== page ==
HP Cloud, webOS Plans Face Google, Microsoft, Apple, Oracle Challenge

Hewlett-Packard is offering a new, ambitious strategy in mobility and the cloud. But that strategy could make it an enemy of Microsoft, Google and other tech titans.

Hewlett-Packard isn't exactly shying down from a fight.

In a March 14 press conference, freshly minted CEO Leo Apotheker has made it clear he intends to take the manufacturer in some new and radical directions, ones that will bring his company in direct and aggressive competition with not only its longtime rivals, but also a few partners.

Microsoft and the webOS Question

In mid-2010, HP completed its $1.2 billion acquisition of Palm, whose new breed of smartphones-including its flagship Palm Pre-had attracted some critical praise but comparatively little consumer and developer interest. As part of that deal, HP now had control of Palm's webOS mobile-operating system.

Almost immediately, analysts and pundits began speculating that HP would port webOS onto both smartphones and tablets. In a Feb. 9 announcement, however, the company suggested it would take the platform one step further, installing it on laptops and desktops in addition to mobile devices.

"The webOS is an unbelievably attractive piece of technology in that it can interconnect seamlessly a number of various devices," Apotheker said in response to eWEEK's question at the March 14 press conference. "It is simply an outstanding Web operating system."

HP eventually hopes to sell 100 million webOS-enabled devices per year. "You will see us put our webOS on our Windows PCs," Apotheker added. "We see this as a massive, very global platform."

But Microsoft could take a dim view of another operating system trying to carve out some market share. Windows currently occupies some 89.95 percent of the operating-system market, according to analytics firm Net Applications, and Windows 7 continues to generate substantial amounts of revenue for the company.

Exactly how Microsoft will react to a new entity in its space remains to be seen, but HP executives are already trying to paint the relationship as the furthest thing from a competition. "Microsoft is a great partner," Apotheker said. "Microsoft will remain a great partner. The way we have enabled our webOS technology is to leverage the entire Microsoft ecosystem."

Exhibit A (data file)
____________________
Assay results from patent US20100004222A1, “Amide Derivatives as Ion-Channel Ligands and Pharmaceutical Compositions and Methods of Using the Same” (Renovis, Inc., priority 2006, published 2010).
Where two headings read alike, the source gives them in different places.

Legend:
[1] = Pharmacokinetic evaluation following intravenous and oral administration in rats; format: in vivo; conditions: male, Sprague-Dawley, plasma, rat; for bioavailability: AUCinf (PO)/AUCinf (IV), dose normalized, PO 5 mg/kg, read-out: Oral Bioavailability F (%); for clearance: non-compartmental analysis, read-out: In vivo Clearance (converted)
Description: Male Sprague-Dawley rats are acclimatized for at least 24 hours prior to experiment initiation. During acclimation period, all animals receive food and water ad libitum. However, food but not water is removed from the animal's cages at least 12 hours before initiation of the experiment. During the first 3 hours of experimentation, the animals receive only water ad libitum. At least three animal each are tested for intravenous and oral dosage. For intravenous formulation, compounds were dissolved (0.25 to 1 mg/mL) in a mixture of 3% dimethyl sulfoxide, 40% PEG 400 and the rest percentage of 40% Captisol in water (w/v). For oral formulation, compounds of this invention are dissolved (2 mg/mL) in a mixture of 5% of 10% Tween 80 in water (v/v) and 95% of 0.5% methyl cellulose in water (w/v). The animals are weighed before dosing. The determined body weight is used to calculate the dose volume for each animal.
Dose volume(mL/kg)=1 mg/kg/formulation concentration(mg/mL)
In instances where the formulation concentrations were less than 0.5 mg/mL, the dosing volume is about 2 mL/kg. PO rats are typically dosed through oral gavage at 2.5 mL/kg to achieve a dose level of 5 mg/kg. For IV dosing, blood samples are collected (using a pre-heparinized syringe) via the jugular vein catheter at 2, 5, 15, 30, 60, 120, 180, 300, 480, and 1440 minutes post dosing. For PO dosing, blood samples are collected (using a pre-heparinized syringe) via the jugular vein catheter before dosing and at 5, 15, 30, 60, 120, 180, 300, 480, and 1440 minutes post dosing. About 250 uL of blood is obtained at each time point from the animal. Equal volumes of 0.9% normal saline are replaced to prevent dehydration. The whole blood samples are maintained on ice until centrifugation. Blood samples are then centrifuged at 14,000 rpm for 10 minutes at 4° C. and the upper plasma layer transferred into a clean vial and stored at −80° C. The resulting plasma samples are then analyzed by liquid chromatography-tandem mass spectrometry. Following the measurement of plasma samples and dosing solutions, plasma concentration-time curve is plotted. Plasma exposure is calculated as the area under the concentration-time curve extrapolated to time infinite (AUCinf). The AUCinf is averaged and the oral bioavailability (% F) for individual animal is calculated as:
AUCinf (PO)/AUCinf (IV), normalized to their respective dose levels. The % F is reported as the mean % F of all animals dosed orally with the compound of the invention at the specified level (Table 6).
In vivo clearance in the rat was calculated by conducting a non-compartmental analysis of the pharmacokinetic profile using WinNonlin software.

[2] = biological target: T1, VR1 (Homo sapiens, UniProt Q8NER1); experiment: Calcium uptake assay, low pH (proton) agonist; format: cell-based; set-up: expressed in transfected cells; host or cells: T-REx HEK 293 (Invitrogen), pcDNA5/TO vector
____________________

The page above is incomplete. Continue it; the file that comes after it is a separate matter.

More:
Whether Microsoft subscribes to that same view remains to be seen.

Battle for the Cloud

Apotheker and other HP executives haven't offered a detailed view of their plans for the cloud space, but it will likely involve a set of infrastructure and developer services. Of course, this places HP in direct competition with some of the biggest bruisers of the tech world: not only Microsoft, Google and Oracle, which all have designs on the cloud, but also Amazon.com, which has moved aggressively into cloud-based services.

An HP application store, due to open within the next few quarters, will offer consumer and enterprise applications for the cloud-ratcheting up competition with not only most of the aforementioned companies, but also Intel and its plans for an app storefront.

"We envision this to be an open cloud marketplace that will offer secure, scalable and trusted enterprise applications and services catalogs," is how Apotheker described HP's plans.

It's easy to imagine the other companies seeing those words as a threat.


During its Feb. 9 press conference, HP whipped the curtain back from two new webOS-powered smartphones: the Pre 3 and the Veer. The latter is an ultra-slim device with a rounded shape reminiscent of the original Palm Pre, and equipped with a 2.6-inch touch-screen. Hardware also includes a 5-megapixel camera and 8GB of built-in memory.

The Pre 3 also borrows heavily from the design of the original Palm Pre, with a 3.6-inch screen, sliding QWERTY keyboard and a notably powerful 1.4GHz Qualcomm processor. HP plans on offering the device in HSPA+ (Evolved High-Speed Packet Access) and EvDO (Evolution Data Optimized) versions.

"WebOS is HP's Trojan horse to marry Cloud, Mobile and Social," Ray Wang, principal analyst of Constellation Research, wrote in a March 10 e-mail to eWEEK. "It's a smart move in leveraging an underused asset."

It will also thrust HP firmly into the smartphone arena, where it will face competition from not only Apple's iPhone and the growing family of Google Android devices, but also its good buddy Microsoft's Windows Phone 7 platform.

Apotheker obviously has some big plans. But it will take substantial resources on HP's part, not to mention peerless execution of a sprawling strategy, if it wants to succeed in a Wild West of cloud services, tablets, smartphones and competitor-friends like Microsoft.